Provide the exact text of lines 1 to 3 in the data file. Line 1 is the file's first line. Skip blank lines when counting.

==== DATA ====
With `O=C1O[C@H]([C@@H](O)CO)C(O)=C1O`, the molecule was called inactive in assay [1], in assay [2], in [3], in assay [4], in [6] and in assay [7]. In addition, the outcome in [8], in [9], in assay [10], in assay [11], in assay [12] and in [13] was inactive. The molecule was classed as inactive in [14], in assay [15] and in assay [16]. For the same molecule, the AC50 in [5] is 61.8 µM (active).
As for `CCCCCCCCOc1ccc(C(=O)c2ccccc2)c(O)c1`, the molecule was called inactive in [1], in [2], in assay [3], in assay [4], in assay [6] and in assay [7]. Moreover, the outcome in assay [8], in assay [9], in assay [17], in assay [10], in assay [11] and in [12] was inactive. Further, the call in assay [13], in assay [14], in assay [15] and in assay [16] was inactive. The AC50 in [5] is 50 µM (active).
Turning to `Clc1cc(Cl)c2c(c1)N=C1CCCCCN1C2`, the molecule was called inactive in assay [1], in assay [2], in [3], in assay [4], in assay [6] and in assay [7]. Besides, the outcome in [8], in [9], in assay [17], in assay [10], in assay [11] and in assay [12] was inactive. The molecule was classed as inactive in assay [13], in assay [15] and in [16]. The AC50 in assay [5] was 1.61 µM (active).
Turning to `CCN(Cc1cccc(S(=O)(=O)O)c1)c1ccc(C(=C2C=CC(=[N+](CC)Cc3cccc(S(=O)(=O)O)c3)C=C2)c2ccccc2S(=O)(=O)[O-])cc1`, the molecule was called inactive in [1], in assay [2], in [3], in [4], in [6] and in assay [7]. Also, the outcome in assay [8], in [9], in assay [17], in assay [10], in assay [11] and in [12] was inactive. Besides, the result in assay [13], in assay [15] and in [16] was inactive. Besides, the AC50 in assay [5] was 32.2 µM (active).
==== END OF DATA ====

With `O=C1O[C@H]([C@@H](O)CO)C(O)=C1O`, the molecule was called inactive in assay [1], in assay [2], in [3], in assay [4], in [6] and in assay [7]. In addition, the outcome in [8], in [9], in assay [10], in assay [11], in assay [12] and in [13] was inactive. The molecule was classed as inactive in [14], in assay [15] and in assay [16]. For the same molecule, the AC50 in [5] is 61.8 µM (active).
As for `CCCCCCCCOc1ccc(C(=O)c2ccccc2)c(O)c1`, the molecule was called inactive in [1], in [2], in assay [3], in assay [4], in assay [6] and in assay [7]. Moreover, the outcome in assay [8], in assay [9], in assay [17], in assay [10], in assay [11] and in [12] was inactive. Further, the call in assay [13], in assay [14], in assay [15] and in assay [16] was inactive. The AC50 in [5] is 50 µM (active).
Turning to `Clc1cc(Cl)c2c(c1)N=C1CCCCCN1C2`, the molecule was called inactive in assay [1], in assay [2], in [3], in assay [4], in assay [6] and in assay [7]. Besides, the outcome in [8], in [9], in assay [17], in assay [10], in assay [11] and in assay [12] was inactive. The molecule was classed as inactive in assay [13], in assay [15] and in [16]. The AC50 in assay [5] was 1.61 µM (active).